When it started out, it was different

So my Muslim Turkish host was wrong in his contention that Christianity was “apolitical.”  Christianity was political from the start.  But it was a different kind of politics, a sort of politics one finds in no political party these days, a politics of suffering, non retaliatory love.

- Lee Camp, Who Is My Enemy? Questions American Christians Must Face about Islam--and Themselves 
(from chapter 6, "The Qur'an and the Politics of Muhummad")

Quite a lot is packed into three sentences there.  It’s a loaded quotation!  Please read it again, noting the assumption of the Muslim man (which might or might not match your assumption).  Then, if you are persuaded that Christians should be politically active, consider your own assumptions about that—along with your underlying definition of “politics.”

In chapter 5, Camp had probed the very idea of Christianity’s “apolitical” nature—an idea that a new acquaintance of his (a professor at Fatih University) had asserted over lunch in Istanbul.  The picture painted was basically that (nominal) Christianity’s “Crusades” and other military actions have historically been more brutal, more unjust than Islam’s military actions because Christianity “was not political from the start” and therefore had no “rules of military engagement” inherent in its teaching and practice.  “Once entangled in imperialist politics, Christians committed all sorts of excesses in war,” Camp observes.  (p. 28)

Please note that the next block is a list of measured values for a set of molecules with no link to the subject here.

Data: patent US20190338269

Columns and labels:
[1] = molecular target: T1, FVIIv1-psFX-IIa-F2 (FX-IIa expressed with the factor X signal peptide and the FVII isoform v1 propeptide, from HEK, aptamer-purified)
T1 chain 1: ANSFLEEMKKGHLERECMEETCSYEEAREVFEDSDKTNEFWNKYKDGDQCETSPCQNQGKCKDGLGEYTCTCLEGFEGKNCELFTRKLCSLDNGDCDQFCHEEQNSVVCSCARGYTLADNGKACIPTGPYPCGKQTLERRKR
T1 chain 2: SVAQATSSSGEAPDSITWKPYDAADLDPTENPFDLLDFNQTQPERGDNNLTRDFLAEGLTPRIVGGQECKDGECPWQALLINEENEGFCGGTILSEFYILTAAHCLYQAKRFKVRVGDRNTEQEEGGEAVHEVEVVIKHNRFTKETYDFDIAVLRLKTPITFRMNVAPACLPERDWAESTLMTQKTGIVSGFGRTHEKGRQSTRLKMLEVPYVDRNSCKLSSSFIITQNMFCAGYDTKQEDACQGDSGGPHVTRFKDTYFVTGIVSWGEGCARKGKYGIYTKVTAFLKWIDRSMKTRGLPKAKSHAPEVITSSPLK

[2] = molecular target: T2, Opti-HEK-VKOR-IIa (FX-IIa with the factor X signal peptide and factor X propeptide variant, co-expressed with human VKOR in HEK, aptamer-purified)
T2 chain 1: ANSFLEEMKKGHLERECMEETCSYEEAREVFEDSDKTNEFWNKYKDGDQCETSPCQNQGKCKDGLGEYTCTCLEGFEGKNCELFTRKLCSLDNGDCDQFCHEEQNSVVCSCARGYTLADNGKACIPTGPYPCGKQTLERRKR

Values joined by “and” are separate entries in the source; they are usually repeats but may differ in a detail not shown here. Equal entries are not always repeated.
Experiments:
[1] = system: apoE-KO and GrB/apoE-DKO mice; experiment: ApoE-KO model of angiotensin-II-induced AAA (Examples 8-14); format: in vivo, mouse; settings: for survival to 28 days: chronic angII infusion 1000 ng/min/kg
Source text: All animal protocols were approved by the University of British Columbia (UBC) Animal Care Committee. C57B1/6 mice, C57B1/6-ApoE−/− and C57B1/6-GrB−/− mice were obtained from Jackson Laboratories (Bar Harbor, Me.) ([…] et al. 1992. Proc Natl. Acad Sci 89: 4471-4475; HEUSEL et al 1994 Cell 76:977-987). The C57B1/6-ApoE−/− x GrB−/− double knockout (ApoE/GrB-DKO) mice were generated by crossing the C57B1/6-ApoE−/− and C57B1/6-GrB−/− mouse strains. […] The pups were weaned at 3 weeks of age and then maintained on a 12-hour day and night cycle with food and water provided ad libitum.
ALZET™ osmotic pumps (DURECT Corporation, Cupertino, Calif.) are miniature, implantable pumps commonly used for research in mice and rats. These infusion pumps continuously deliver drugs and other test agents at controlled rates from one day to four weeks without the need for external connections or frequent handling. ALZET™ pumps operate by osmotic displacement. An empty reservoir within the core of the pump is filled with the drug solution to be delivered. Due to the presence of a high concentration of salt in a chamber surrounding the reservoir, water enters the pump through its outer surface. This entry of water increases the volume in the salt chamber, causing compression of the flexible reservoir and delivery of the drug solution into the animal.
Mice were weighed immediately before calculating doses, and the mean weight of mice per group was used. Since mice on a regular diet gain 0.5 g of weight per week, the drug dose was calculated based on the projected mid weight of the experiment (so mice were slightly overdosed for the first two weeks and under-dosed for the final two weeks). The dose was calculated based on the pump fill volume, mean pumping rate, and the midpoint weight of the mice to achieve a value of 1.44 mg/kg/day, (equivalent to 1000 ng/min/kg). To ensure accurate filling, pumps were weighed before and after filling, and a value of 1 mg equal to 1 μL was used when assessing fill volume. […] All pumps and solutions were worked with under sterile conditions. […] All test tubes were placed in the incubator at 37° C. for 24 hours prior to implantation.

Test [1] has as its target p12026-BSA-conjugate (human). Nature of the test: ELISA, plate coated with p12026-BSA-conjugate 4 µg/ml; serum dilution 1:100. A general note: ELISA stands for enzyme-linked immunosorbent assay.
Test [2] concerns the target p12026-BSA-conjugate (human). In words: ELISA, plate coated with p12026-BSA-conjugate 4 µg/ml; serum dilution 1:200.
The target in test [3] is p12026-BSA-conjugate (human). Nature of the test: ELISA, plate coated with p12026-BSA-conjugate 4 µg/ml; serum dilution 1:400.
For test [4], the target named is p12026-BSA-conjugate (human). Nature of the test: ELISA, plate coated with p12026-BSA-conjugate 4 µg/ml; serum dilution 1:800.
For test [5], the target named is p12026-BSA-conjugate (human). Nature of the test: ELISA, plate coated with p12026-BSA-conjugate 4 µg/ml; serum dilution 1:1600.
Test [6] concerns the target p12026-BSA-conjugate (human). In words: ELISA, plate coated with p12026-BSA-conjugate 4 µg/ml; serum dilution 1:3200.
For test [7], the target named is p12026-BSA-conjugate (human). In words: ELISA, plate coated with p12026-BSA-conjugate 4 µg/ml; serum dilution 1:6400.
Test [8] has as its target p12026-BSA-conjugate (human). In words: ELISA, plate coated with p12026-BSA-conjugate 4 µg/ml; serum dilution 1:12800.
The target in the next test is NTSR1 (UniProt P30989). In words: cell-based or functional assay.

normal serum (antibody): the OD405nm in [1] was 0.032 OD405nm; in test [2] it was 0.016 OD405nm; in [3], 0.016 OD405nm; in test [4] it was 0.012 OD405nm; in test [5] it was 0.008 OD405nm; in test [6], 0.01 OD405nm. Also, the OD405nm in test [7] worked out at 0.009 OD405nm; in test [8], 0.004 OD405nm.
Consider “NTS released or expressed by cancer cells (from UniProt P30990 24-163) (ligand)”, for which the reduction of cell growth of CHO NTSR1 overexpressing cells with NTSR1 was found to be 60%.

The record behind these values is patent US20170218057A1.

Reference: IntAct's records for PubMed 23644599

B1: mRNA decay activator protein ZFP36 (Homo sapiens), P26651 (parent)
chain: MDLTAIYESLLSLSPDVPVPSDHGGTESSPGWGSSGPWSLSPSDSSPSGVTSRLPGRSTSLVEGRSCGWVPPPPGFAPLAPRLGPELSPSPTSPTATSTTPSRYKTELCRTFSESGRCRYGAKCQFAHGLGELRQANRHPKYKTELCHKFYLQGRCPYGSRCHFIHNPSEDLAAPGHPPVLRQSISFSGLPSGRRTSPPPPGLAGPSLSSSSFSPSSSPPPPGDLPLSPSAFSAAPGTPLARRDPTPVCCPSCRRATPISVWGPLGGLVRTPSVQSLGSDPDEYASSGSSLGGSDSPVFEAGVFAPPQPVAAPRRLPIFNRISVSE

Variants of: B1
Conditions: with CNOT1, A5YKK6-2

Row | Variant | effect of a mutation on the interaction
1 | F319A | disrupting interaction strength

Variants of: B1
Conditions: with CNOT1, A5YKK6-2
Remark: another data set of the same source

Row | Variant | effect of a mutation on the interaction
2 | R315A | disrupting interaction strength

In the classical sense of politics, however—”pertaining to the ordering and arrangement of a human community”—Camp suggests that Jesus is “indisputably ‘political.'”  And in this passioniate-yet-common-sense appeal, Camp lays out an ethical base for Christ-ian “political” action:

How shall we deal with scarcity of goods?  Through the practices of trust, working, and sharing.  How shall we deal with conflict?  Through the practice of it always being “our turn” to initiate a process of seeking reconciliation, whether we are in the wrong or they.  How shall we deal with enemies?  By praying for them, doing good for them, and giving them a drink when they are thirsty.  It hardly needs to be said but probably must be:  this would entail not trying to kill them.

How would you argue with any of that?  (I didn’t think you would.)

B. Casey, 9/10/16

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